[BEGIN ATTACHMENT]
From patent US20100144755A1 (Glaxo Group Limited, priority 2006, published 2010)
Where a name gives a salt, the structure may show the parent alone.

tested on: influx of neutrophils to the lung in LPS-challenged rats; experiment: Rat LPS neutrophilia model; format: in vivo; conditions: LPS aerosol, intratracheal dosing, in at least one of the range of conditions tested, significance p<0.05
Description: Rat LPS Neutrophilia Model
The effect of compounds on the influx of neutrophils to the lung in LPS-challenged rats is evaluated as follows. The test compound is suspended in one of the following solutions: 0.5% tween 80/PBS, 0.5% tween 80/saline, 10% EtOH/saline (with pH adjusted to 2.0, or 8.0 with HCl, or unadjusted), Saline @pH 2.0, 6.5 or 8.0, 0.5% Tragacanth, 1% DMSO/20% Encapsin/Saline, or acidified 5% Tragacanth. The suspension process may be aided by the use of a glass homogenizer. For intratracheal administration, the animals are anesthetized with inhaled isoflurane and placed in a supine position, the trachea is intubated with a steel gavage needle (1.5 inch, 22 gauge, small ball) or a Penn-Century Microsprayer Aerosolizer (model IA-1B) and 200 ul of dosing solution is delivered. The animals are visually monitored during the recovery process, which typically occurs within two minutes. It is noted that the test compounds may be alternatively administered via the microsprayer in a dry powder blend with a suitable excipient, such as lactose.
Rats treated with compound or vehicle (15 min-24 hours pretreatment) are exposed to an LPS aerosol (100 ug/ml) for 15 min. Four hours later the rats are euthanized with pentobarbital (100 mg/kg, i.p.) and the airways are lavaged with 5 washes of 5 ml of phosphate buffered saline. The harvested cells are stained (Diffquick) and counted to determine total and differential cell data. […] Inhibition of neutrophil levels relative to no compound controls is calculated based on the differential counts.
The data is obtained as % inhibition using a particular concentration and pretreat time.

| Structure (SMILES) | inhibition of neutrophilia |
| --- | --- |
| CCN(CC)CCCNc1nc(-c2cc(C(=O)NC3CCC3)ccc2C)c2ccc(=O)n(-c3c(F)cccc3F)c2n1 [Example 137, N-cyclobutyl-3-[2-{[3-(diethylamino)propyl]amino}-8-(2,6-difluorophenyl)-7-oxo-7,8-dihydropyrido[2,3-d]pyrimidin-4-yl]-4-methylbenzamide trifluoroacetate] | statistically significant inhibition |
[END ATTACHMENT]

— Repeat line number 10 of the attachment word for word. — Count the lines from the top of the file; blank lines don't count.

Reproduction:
| CCN(CC)CCCNc1nc(-c2cc(C(=O)NC3CCC3)ccc2C)c2ccc(=O)n(-c3c(F)cccc3F)c2n1 [Example 137, N-cyclobutyl-3-[2-{[3-(diethylamino)propyl]amino}-8-(2,6-difluorophenyl)-7-oxo-7,8-dihydropyrido[2,3-d]pyrimidin-4-yl]-4-methylbenzamide trifluoroacetate] | statistically significant inhibition |